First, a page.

It’s understandably difficult to try and predict what a planet’s made of when you can’t even be sure it’s there. That’s the confounding challenge facing astronomers right now when it comes to the hypothetical Planet Nine, perhaps the newest member of our Solar System; nevertheless, a team from the University of Bern in Switzerland have given it their best shot.
As revealed in their study, published in the journal Astronomy & Astrophysics, Planet Nine would be a decidedly cold, icy place at the surface, but curiously hot and rocky the further down you go. The researchers think that its core is still cooling down, and excess heat is still escaping up to the surface.
“With our study candidate Planet Nine is now more than a simple point mass,” said Christoph Mordasini, a professor of astrophysics at the University of Bern and the study’s co-author, in a statement. “It takes shape, [it has] physical properties."
The potential ice giant, which could even be an exoplanet captured by our Sun in an act of celestial-scale kleptomania, was first proposed in January by Caltech Astronomer Mike “Pluto killer” Brown and his colleagues. By tracking the strange movements of objects in the distant Kuiper Belt, a vast region of comets far beyond Pluto, Brown concluded that something must be perturbing their paths through the cosmos.
This could only be due to an object with a mass of 10 Earths, orbiting the Sun on an elliptical path, at a distance of 200 to 700 times the Earth-Sun distance. For this new study, the researchers took this orbital and mass data and ran computer simulations designed to explain the evolution and composition of this mysterious, distant world.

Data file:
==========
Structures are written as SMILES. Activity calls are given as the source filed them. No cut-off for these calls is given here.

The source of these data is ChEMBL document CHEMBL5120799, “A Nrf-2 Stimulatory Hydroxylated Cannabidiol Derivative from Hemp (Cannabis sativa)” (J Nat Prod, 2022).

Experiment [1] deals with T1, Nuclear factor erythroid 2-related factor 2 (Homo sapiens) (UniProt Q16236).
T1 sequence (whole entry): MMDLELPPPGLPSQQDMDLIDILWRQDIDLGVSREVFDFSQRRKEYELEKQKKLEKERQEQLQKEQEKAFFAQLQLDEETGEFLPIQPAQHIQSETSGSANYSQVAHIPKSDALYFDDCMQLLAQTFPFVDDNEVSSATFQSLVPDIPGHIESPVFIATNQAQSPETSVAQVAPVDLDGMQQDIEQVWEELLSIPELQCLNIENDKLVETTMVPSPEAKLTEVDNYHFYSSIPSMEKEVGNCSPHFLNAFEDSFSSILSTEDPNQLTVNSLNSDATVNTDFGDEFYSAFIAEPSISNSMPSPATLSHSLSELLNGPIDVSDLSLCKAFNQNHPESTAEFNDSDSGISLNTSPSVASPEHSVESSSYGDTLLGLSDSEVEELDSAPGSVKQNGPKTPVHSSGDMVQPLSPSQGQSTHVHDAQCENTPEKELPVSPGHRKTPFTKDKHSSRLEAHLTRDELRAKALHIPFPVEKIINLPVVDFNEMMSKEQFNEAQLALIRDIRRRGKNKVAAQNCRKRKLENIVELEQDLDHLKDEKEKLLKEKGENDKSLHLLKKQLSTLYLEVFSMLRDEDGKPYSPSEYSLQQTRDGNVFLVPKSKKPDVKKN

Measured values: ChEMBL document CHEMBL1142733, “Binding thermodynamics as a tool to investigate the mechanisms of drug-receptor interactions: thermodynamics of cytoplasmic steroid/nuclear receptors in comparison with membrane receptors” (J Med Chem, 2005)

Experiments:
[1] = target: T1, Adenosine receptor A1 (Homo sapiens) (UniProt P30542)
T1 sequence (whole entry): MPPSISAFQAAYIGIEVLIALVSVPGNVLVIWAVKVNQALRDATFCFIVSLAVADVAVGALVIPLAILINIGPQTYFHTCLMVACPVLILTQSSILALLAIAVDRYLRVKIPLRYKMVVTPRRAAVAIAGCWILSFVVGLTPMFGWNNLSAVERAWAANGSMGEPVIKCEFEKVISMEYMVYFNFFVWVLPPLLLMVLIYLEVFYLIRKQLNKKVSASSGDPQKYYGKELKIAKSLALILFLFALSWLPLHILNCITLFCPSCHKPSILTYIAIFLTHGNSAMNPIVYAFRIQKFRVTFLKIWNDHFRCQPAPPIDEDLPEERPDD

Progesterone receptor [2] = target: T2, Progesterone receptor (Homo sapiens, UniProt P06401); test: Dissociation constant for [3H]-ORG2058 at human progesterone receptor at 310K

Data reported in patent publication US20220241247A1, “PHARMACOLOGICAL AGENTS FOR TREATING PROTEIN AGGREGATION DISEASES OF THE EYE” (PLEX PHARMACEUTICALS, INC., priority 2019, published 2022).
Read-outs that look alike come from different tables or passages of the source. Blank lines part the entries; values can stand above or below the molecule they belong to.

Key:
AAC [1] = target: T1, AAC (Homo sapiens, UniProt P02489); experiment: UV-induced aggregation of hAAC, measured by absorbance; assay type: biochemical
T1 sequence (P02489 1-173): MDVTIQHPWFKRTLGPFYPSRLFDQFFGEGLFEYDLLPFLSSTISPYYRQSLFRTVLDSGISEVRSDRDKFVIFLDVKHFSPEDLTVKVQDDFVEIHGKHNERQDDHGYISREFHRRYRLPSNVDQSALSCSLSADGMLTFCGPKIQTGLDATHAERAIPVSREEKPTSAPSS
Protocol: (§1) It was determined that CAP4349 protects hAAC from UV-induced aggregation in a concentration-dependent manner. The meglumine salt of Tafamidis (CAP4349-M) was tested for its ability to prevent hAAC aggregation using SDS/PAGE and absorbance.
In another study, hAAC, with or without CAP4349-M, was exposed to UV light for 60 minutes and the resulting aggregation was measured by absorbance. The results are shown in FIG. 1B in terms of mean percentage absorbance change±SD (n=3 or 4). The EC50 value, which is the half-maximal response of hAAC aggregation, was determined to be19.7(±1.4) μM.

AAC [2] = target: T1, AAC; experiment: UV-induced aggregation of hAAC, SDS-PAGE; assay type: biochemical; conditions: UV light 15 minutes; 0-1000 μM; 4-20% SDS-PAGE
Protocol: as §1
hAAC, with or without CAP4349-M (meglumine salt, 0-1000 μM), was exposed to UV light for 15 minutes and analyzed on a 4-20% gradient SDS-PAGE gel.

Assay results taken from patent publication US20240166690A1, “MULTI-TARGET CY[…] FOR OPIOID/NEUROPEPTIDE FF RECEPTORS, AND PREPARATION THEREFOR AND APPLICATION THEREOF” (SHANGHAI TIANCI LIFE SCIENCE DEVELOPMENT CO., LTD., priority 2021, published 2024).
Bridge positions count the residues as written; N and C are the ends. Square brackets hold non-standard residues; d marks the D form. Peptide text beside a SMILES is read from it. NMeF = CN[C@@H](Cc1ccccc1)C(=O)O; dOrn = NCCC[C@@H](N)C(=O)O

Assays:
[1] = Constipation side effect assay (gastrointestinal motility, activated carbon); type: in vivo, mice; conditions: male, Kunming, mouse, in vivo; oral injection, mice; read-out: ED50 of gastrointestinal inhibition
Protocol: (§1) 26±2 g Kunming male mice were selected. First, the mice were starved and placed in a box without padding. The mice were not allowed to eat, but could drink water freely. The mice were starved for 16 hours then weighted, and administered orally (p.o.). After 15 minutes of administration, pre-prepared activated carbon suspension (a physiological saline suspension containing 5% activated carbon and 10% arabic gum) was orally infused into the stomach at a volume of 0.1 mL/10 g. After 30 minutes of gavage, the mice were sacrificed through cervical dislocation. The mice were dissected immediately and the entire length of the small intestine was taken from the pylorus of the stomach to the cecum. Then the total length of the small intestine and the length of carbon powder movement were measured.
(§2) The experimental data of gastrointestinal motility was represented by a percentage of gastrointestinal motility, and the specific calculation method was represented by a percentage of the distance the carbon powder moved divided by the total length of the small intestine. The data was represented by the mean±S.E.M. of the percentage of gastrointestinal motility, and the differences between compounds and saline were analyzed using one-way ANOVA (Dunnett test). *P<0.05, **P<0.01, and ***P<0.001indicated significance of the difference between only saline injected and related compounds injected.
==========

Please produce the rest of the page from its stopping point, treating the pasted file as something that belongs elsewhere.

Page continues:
An artist’s impression of Planet Nine. Neptune’s orbit is shown as a small ellipse around the Sun, top right. Tomruen, nagualdesign/Wikimedia Commons; CC BY-SA 4.0
The most likely simulation, according to the study, pointed to a planet like Uranus or Neptune, but not quite as massive.
If you sliced through this frigid world, you’d cut first through an atmosphere of hydrogen and helium, before reaching a far thicker gas layer made of the same elements. At this point, it’s literally freezing, with surface temperatures clocking in at -226°C (-375°F). That’s just 47 degrees above absolute zero, the coldest possible temperature in the universe.
Next comes a water ice layer at a toasty temperature of 1,827°C (3,320°F). It may seem contradictory that water ice could be so hot, but the gaseous atmosphere –or “envelope” – on Planet Nine is likely to be around 1.4 times the mass of the Earth. This would exert an enormous pressure on the water ice beneath it, which would allow it to retain its solid ice form.
Just below the ice lies a mantle region composed of silicates, somewhat similar to that of several other rocky planets, including our own. Beneath the mantle lies the core, thought to be iron – again, just like our own – at a temperature of around 3,427°C (6,200°F). Overall, the solid parts of the planet come in at around 8.6 Earth masses, meaning that the entire world is about 10 Earth masses, with a radius 3.7 times greater than our own world’s.
Planet Nine, then, is Neptune-like in its upper layers and Earth-like in its deeper layers. “In its whole appearance, I would rather say it is a smaller version of Uranus and Neptune,” Esther Linder, a Ph.D. candidate at the University of Bern and co-author of the study, told IFLScience.
Of course, only time will tell if this estranged planetary cousin is actually there at all.